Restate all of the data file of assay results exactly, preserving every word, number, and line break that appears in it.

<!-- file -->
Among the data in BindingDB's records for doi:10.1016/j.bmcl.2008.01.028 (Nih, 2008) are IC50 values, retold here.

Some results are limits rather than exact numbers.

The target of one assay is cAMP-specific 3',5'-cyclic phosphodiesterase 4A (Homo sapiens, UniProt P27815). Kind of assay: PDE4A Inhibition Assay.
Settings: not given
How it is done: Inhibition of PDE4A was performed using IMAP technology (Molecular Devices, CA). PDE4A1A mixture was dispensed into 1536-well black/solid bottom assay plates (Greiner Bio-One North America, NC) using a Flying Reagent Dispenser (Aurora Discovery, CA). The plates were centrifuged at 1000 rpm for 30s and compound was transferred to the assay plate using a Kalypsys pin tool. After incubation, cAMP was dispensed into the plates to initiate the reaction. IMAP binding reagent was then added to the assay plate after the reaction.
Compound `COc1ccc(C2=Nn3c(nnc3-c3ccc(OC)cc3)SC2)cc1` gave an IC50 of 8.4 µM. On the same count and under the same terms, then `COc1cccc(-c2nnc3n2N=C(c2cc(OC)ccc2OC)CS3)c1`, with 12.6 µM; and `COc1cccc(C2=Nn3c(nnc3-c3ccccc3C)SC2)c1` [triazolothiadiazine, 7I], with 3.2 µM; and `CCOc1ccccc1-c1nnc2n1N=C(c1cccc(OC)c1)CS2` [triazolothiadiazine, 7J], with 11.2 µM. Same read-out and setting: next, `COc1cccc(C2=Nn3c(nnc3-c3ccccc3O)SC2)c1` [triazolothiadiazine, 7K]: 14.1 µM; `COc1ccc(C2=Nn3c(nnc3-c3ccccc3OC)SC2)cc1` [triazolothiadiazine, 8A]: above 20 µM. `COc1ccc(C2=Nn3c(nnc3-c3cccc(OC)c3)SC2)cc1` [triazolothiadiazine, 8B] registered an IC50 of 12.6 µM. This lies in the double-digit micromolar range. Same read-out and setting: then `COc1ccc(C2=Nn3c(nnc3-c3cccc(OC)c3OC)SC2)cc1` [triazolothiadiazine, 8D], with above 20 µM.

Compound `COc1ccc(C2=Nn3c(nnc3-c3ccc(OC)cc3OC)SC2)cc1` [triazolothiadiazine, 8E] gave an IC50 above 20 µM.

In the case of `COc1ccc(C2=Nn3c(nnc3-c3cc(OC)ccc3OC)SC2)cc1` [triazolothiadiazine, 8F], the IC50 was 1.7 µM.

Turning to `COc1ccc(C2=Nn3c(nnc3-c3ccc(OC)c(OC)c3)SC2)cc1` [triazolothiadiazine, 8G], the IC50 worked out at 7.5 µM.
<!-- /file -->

Among the data in BindingDB's records for doi:10.1016/j.bmcl.2008.01.028 (Nih, 2008) are IC50 values, retold here.

Some results are limits rather than exact numbers.

The target of one assay is cAMP-specific 3',5'-cyclic phosphodiesterase 4A (Homo sapiens, UniProt P27815). Kind of assay: PDE4A Inhibition Assay.
Settings: not given
How it is done: Inhibition of PDE4A was performed using IMAP technology (Molecular Devices, CA). PDE4A1A mixture was dispensed into 1536-well black/solid bottom assay plates (Greiner Bio-One North America, NC) using a Flying Reagent Dispenser (Aurora Discovery, CA). The plates were centrifuged at 1000 rpm for 30s and compound was transferred to the assay plate using a Kalypsys pin tool. After incubation, cAMP was dispensed into the plates to initiate the reaction. IMAP binding reagent was then added to the assay plate after the reaction.
Compound `COc1ccc(C2=Nn3c(nnc3-c3ccc(OC)cc3)SC2)cc1` gave an IC50 of 8.4 µM. On the same count and under the same terms, then `COc1cccc(-c2nnc3n2N=C(c2cc(OC)ccc2OC)CS3)c1`, with 12.6 µM; and `COc1cccc(C2=Nn3c(nnc3-c3ccccc3C)SC2)c1` [triazolothiadiazine, 7I], with 3.2 µM; and `CCOc1ccccc1-c1nnc2n1N=C(c1cccc(OC)c1)CS2` [triazolothiadiazine, 7J], with 11.2 µM. Same read-out and setting: next, `COc1cccc(C2=Nn3c(nnc3-c3ccccc3O)SC2)c1` [triazolothiadiazine, 7K]: 14.1 µM; `COc1ccc(C2=Nn3c(nnc3-c3ccccc3OC)SC2)cc1` [triazolothiadiazine, 8A]: above 20 µM. `COc1ccc(C2=Nn3c(nnc3-c3cccc(OC)c3)SC2)cc1` [triazolothiadiazine, 8B] registered an IC50 of 12.6 µM. This lies in the double-digit micromolar range. Same read-out and setting: then `COc1ccc(C2=Nn3c(nnc3-c3cccc(OC)c3OC)SC2)cc1` [triazolothiadiazine, 8D], with above 20 µM.

Compound `COc1ccc(C2=Nn3c(nnc3-c3ccc(OC)cc3OC)SC2)cc1` [triazolothiadiazine, 8E] gave an IC50 above 20 µM.

In the case of `COc1ccc(C2=Nn3c(nnc3-c3cc(OC)ccc3OC)SC2)cc1` [triazolothiadiazine, 8F], the IC50 was 1.7 µM.

Turning to `COc1ccc(C2=Nn3c(nnc3-c3ccc(OC)c(OC)c3)SC2)cc1` [triazolothiadiazine, 8G], the IC50 worked out at 7.5 µM.